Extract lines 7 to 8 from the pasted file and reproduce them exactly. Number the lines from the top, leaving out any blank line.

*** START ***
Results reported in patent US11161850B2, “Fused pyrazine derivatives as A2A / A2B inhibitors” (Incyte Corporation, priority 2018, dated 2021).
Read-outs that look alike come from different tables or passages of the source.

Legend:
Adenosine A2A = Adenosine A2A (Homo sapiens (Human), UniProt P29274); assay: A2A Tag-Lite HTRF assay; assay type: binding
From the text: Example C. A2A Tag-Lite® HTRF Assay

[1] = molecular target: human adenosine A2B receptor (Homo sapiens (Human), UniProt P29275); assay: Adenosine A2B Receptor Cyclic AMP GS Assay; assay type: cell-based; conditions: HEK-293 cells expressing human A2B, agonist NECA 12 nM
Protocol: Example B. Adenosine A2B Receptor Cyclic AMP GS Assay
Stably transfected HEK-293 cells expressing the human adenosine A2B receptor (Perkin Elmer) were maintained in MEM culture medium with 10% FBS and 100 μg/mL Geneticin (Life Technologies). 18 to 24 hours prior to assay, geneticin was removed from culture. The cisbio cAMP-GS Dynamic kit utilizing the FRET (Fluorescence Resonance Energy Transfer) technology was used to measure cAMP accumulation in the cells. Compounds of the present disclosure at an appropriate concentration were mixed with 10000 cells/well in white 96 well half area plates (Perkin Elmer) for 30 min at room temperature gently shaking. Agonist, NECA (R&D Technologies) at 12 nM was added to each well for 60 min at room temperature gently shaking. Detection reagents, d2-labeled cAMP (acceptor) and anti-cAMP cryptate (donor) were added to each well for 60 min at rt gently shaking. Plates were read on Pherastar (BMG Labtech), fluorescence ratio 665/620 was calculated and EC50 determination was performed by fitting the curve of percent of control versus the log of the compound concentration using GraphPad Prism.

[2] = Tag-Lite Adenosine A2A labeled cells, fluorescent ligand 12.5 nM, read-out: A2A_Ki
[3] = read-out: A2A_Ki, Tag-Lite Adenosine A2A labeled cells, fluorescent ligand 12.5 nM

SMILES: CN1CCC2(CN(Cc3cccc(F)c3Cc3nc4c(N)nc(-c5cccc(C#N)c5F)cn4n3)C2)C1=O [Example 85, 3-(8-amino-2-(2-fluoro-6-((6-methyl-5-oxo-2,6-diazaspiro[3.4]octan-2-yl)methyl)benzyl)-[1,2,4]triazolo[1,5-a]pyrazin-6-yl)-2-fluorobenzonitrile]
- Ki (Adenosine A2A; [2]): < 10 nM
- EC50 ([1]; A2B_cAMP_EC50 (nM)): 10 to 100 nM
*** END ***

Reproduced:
Protocol: Example B. Adenosine A2B Receptor Cyclic AMP GS Assay
Stably transfected HEK-293 cells expressing the human adenosine A2B receptor (Perkin Elmer) were maintained in MEM culture medium with 10% FBS and 100 μg/mL Geneticin (Life Technologies). 18 to 24 hours prior to assay, geneticin was removed from culture. The cisbio cAMP-GS Dynamic kit utilizing the FRET (Fluorescence Resonance Energy Transfer) technology was used to measure cAMP accumulation in the cells. Compounds of the present disclosure at an appropriate concentration were mixed with 10000 cells/well in white 96 well half area plates (Perkin Elmer) for 30 min at room temperature gently shaking. Agonist, NECA (R&D Technologies) at 12 nM was added to each well for 60 min at room temperature gently shaking. Detection reagents, d2-labeled cAMP (acceptor) and anti-cAMP cryptate (donor) were added to each well for 60 min at rt gently shaking. Plates were read on Pherastar (BMG Labtech), fluorescence ratio 665/620 was calculated and EC50 determination was performed by fitting the curve of percent of control versus the log of the compound concentration using GraphPad Prism.